T-Mobile Will Throttle Users Who “Misuse” Their Unlimited Data Plans

(Patrick)

The Federal Communications Commission has told America’s wireless carriers that it’s fine if they want to drastically cut back the speed of data (or “throttle”) that their heaviest users have access to: they need to spell out to customers exactly what behaviors lead to throttling. T-Mobile has spelled this out quite clearly…in an internal memo for employees, not necessarily a clear guide for customers. [More]

(rockmixer)

Straight Talk Cuts Off My Data, Will Only Explain Why In Confusing Doublespeak

Mike’s phone spent two weeks in the repair depot at Samsung. When it came back, shortly afterward his data stopped working. Oh, no! Would it have to go back for more repairs already? Well… no, that wasn’t the problem. The problem is that his mobile carrier, Straight Talk, has throttled his data access down to nothing. [More]

AT&T Customers Petition CEO To Stop Throttling Unlimited Data Plans

The battle over the word “unlimited” has begun, as AT&T customers are fighting back against the Death Star’s throttling of so-called “data hogs,” even though available info shows that most of these people are using completely reasonable amounts of data for owners of unlimited plans. [More]

Have You Gotten A Text From AT&T Warning You About Your Data Usage?

Back in July, we first wrote about AT&T’s plan to start throttling data for wireless customers with unlimited plans who crossed over into the top 5% of data users. And starting in October, those customers began getting warning texts from the Death Star. But in recent months, we’re seeing more and more complaints from people who are receiving these texts but whose data usage isn’t terribly high. [More]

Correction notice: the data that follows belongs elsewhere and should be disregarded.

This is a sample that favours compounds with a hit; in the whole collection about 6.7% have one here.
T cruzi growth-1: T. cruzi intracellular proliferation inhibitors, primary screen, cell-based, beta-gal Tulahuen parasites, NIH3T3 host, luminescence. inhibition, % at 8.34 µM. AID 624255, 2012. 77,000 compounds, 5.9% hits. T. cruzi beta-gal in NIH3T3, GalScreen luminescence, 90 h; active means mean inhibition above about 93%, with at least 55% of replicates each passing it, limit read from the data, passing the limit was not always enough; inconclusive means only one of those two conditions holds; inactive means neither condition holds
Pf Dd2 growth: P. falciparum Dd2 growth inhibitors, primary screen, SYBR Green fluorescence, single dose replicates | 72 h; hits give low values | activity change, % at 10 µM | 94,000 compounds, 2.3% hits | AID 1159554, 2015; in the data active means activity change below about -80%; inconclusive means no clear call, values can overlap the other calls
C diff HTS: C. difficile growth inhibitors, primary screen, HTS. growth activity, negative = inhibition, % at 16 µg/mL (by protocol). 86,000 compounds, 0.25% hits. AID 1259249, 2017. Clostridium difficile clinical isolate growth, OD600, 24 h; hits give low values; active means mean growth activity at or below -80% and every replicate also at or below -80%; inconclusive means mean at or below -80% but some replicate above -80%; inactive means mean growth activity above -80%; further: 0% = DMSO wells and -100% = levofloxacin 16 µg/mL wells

AT&T Starts Warning Potential Throttle-ees

AT&T Starts Warning Potential Throttle-ees

AT&T customers have known for months that the cell phone provider would start throttling the top 5 percent of data users on unlimited plans, and now the prospect has come closer to reality. AT&T has been sending text messages to data hogs warning them that their service could soon be slowed and advising them to escape the punishment by using WiFi more often. [More]

T-Mobile Considers Ditching "Unlimited" In Favor Of Charging Overage Fees

T-Mobile Considers Ditching "Unlimited" In Favor Of Charging Overage Fees

We recently asked readers if they thought that T-Mobile’s unlimited data plans are actually unlimited if they still begin throttling your download speed after a certain threshold. An overwhelming number of you said “no.” Now a newly leaked document shows that T-Mobile is looking to possibly ditch at least one unlimited-but-throttled plan to go with the limited-then-pay-overage-fees model. [More]

AT&T Confirms Plan To Throttle Top 5% Of Smartphone Data Hogs